How did you arrive at Pictet?
I joined Pictet in November 2000 as a physics graduate. I would hardly have imagined that I’d one day be working in Pictet Wealth Management’s investment communication team. I started out as an assistant in Pictet Asset Management’s quantitative management team, calculating tracking errors and drawing up risk reports. My work then was very analytical. So, you could say I’ve now switched from numbers to letters.
Tell us about your path through Pictet?
In 2004, I chose to reduce my working hours after the birth of my second child. I was offered a job at Pictet Wealth Management, working on Panorama, a macro focused publication that was the ancestor of our current communication offering. My boss retired in 2008 and was replaced by Christophe Donay (Head of Asset Allocation and Macro Research). He is a visionary and the creative force, I was his engineer. He remains a mentor to me, both challenging and inspiring. In 2014, Christophe asked me to formalise the communication function in his team to move forward in both depth and quality.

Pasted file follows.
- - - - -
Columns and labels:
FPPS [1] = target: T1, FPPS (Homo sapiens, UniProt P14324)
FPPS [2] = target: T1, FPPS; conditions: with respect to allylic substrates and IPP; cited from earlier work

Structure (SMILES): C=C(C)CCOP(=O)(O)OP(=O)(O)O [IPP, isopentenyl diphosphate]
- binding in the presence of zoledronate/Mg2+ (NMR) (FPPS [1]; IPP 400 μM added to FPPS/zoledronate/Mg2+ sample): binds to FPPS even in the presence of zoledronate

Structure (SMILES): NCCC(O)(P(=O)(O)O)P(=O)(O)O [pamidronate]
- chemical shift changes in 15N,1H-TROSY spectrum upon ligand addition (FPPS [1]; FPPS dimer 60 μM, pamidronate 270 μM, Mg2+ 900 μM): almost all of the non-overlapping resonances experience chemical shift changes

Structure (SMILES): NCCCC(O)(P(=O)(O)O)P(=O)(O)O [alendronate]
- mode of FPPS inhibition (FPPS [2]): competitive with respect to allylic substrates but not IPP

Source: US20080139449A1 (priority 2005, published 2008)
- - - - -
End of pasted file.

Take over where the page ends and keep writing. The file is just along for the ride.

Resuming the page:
Now I head a team of four people proactively involved in communication across Pictet Wealth Management’s investment platform. The purpose of our publications is to create better comprehension of the financial and political environment for our clients. I see communication as an open system, a sort of bridge between clients and the economy by way of investment.
So why the physics degree?
There was a time when I wanted to be an astrophysicist, or even an astronaut. Studying physics taught me how to structure my thoughts. It gave me an insatiable appetite for rational thinking and a constant need to understand the universe around me.
How did you adapt to banking?
You could give me almost any sort of work, I think I’ll always find something interesting about it. I have a very determined personality, and I truly believe in the strength of willpower. In the changing environment of modern banking, new challenges are always appearing but new solutions are always to be found.
What is the best advice you have ever been given?
It came from one of my managers, now retired, who was an outstanding quantitative analyst. He said: ‘If you’re ever hiring for your team, choose someone who has that extra spark, something a little quirky about them...’taking this advice helped me create a better team. After all diversity is our strength.